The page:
catapult magazine

catapult magazine

Vol 2, Num 21 :: 2003.11.07 — 2003.11.20


A working worldview

A couple months ago I interviewed two businessmen for my Business Ethics course. Mark, a goldsmith and co-owner of a flourishing jewelry store in the Niagara region, spoke to me about how his faith plays out in his day-to-day interactions and transactions. Although he often asks himself, "What am I doing here—just selling jewelry?" Mark recognizes that in showing Christ's love to his customers and employees, they are leaving the store with a sense that something was different—and after that the Spirit works. Later, I met with Arnie, who owns a rubber manufacturing company in the Fraser Valley. After years of building his business, Arnie spent two years in Cameroon. As a result of this trip, he has set up a construction business that gave the Cameroon people an opportunity to use their skills to build homes, buildings and roads in their country. He also imports items from Cameroon craftsmen.

Developing a Christian worldview and making it truly tangible will always be a challenge, particularly for students in their formative years. In his book, Rainbows for the Fallen World, Cal Seerveld writes that, "Some Christians believe they should sell all that they have and join something like a Mennonite community in Paraguay or in the frozen blue mountain country of northern Canada where all your time goes body-heart-soul-mind into hacking sustenance out of the environment for your families, in moving as far from the secularized cut-throat world as possible." He goes on to say that while he respects aspects of this lifestyle, it can be counter-creational. We are called to engage God's world and to work to further His Kingdom, and that includes encouraging others to join us in this mandate.

The Ontario Student Solidarity Local (OSSL) is a growing group that has formed to encourage our peers to connect their faith with what they do in their daily lives, especially in preparation for the "working world." To do this effectively, we hope to provide opportunities for students to find their passion, be aware of the world around them by caring about social justice issues, and participate in dialogue and debate about the Christian's place in the community, trade union, political party, business, university and so on.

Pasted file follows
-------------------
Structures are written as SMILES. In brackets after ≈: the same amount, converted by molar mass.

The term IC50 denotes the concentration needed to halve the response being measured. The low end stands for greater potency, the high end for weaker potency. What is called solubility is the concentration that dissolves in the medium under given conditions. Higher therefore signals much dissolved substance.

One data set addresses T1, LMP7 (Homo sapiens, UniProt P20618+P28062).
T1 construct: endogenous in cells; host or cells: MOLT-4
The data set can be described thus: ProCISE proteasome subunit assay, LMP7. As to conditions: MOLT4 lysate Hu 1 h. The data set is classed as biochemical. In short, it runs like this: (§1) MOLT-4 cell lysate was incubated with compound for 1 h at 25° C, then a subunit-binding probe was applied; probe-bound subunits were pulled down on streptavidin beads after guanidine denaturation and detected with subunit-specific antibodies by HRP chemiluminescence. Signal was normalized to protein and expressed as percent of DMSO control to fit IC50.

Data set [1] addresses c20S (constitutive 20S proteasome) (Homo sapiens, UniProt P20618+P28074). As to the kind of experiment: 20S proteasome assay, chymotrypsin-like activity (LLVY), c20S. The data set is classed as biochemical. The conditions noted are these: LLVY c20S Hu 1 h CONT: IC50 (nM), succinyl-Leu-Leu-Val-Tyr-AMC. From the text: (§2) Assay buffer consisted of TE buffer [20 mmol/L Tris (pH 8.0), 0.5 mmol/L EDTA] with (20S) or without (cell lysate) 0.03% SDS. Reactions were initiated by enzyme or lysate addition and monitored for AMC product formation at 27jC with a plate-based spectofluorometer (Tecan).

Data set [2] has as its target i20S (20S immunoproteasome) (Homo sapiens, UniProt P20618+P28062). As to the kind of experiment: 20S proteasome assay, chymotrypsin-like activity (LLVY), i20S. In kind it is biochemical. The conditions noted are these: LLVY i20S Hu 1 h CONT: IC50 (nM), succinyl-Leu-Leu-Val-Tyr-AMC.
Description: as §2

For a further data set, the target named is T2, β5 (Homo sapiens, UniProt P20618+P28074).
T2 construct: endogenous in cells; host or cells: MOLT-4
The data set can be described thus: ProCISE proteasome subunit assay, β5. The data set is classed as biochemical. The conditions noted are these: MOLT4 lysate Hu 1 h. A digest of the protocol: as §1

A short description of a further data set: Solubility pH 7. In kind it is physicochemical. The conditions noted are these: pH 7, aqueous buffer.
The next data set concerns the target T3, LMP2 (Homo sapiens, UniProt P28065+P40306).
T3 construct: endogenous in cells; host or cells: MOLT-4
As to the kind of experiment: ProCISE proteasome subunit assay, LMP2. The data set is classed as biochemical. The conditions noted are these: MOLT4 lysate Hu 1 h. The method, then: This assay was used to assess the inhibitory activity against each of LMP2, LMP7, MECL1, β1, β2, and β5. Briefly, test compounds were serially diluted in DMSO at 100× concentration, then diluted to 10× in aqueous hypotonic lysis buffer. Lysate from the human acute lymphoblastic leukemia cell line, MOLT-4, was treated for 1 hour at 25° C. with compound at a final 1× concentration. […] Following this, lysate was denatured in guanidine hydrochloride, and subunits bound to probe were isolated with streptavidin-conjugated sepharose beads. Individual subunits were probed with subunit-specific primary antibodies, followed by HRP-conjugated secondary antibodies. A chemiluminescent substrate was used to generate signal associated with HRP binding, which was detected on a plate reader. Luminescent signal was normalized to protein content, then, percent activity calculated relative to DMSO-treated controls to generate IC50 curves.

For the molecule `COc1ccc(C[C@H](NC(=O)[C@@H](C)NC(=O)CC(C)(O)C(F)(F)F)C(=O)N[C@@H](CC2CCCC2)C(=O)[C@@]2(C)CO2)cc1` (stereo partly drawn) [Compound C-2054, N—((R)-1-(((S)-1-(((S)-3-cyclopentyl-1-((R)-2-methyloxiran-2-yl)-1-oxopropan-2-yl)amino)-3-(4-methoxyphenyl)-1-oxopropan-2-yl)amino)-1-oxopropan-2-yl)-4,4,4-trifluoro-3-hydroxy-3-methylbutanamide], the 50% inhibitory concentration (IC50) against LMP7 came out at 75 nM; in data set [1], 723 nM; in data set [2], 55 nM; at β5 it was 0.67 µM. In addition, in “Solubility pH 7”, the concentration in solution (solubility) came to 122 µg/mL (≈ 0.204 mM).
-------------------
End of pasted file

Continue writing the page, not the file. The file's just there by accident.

The OSSL has hosted one large event at Redeemer University called "Live Justice"—an evening of music and speakers which was part of an awareness campaign designed to bring to light the oppression of Cuban nationals imprisoned for playing leadership roles in the Cuban Christian Trade Union movement. Throughout the rest of the year, we hope to continue this campaign in different forms. We are inviting students to attend an open forum on trade unions, and talks by people who have dedicated their lives to organizations that exist to redeem God's creation. We are also planning a trip to Pittsburgh in February to participate in the Jubilee 2004 convention where we'll be challenged with questions like, "what does it mean to follow Jesus Christ in the university setting" What will it mean to serve Him once the strains of "Pomp and Circumstance" have faded?"

The OSSL is affiliated with the Christian Labour Association of Canada, and has a reciprocating relationship with the organization. In the early 1950s, the CLAC formed in response to a need seen by Christians for a trade union that worked out of basic Biblical principles: man as God's image bearer, work as a human vocation and avenue of human fulfillment, and labor relations as an exercise in cooperation. The solidarity locals exist to encourage the CLAC to maintain these principles in their trade union work, and the CLAC is a resource to the solidarity locals who work to propagate these principles in the broader Christian community. The OSSL's mission statement, vision and principles relate closely to the constitution of the CLAC.

The importance of fulfilling our creational mandate is one that Mark and Arnie understood and worked at in their calling as businessmen. Yet this awareness can often be nonexistent or undiscovered for years by many Christians. The Ontario Student Solidarity Local, through the work that we set out to do and through the students that attend our meetings, hopes that the reclaiming of God?s creation for His glory will occur now and continue on in our generation.

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